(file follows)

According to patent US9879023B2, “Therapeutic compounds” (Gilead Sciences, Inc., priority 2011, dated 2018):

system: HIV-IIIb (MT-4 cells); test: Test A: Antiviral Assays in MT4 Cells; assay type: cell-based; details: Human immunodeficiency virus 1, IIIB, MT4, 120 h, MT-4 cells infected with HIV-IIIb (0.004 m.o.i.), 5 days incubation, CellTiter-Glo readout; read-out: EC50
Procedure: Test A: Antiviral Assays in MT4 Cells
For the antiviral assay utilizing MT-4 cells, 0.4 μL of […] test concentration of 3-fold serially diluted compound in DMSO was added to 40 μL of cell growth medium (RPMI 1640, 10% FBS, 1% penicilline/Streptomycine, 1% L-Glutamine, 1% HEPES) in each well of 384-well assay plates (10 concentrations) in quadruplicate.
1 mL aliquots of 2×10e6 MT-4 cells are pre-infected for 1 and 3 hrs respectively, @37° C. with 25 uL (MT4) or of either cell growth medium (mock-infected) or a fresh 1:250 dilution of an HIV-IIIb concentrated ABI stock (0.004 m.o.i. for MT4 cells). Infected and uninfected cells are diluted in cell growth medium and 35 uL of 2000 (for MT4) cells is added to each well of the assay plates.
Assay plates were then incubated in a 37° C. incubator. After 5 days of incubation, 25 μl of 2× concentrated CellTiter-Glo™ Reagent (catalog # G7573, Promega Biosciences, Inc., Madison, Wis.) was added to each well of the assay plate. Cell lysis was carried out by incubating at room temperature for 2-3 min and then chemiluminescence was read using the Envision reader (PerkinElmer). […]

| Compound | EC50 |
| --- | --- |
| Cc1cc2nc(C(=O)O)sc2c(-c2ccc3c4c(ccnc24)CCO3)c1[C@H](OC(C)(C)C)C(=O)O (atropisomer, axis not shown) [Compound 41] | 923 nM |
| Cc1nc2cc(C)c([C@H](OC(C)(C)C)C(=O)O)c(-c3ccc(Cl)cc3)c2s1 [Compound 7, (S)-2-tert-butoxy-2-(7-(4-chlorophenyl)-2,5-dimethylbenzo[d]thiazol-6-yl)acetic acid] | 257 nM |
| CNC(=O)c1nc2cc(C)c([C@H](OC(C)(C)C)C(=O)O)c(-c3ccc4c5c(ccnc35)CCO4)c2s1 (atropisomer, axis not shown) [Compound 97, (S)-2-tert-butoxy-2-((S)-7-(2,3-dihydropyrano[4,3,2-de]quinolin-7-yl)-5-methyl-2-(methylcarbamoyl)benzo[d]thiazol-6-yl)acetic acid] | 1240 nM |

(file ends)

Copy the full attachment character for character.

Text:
According to patent US9879023B2, “Therapeutic compounds” (Gilead Sciences, Inc., priority 2011, dated 2018):

system: HIV-IIIb (MT-4 cells); test: Test A: Antiviral Assays in MT4 Cells; assay type: cell-based; details: Human immunodeficiency virus 1, IIIB, MT4, 120 h, MT-4 cells infected with HIV-IIIb (0.004 m.o.i.), 5 days incubation, CellTiter-Glo readout; read-out: EC50
Procedure: Test A: Antiviral Assays in MT4 Cells
For the antiviral assay utilizing MT-4 cells, 0.4 μL of […] test concentration of 3-fold serially diluted compound in DMSO was added to 40 μL of cell growth medium (RPMI 1640, 10% FBS, 1% penicilline/Streptomycine, 1% L-Glutamine, 1% HEPES) in each well of 384-well assay plates (10 concentrations) in quadruplicate.
1 mL aliquots of 2×10e6 MT-4 cells are pre-infected for 1 and 3 hrs respectively, @37° C. with 25 uL (MT4) or of either cell growth medium (mock-infected) or a fresh 1:250 dilution of an HIV-IIIb concentrated ABI stock (0.004 m.o.i. for MT4 cells). Infected and uninfected cells are diluted in cell growth medium and 35 uL of 2000 (for MT4) cells is added to each well of the assay plates.
Assay plates were then incubated in a 37° C. incubator. After 5 days of incubation, 25 μl of 2× concentrated CellTiter-Glo™ Reagent (catalog # G7573, Promega Biosciences, Inc., Madison, Wis.) was added to each well of the assay plate. Cell lysis was carried out by incubating at room temperature for 2-3 min and then chemiluminescence was read using the Envision reader (PerkinElmer). […]

| Compound | EC50 |
| --- | --- |
| Cc1cc2nc(C(=O)O)sc2c(-c2ccc3c4c(ccnc24)CCO3)c1[C@H](OC(C)(C)C)C(=O)O (atropisomer, axis not shown) [Compound 41] | 923 nM |
| Cc1nc2cc(C)c([C@H](OC(C)(C)C)C(=O)O)c(-c3ccc(Cl)cc3)c2s1 [Compound 7, (S)-2-tert-butoxy-2-(7-(4-chlorophenyl)-2,5-dimethylbenzo[d]thiazol-6-yl)acetic acid] | 257 nM |
| CNC(=O)c1nc2cc(C)c([C@H](OC(C)(C)C)C(=O)O)c(-c3ccc4c5c(ccnc35)CCO4)c2s1 (atropisomer, axis not shown) [Compound 97, (S)-2-tert-butoxy-2-((S)-7-(2,3-dihydropyrano[4,3,2-de]quinolin-7-yl)-5-methyl-2-(methylcarbamoyl)benzo[d]thiazol-6-yl)acetic acid] | 1240 nM |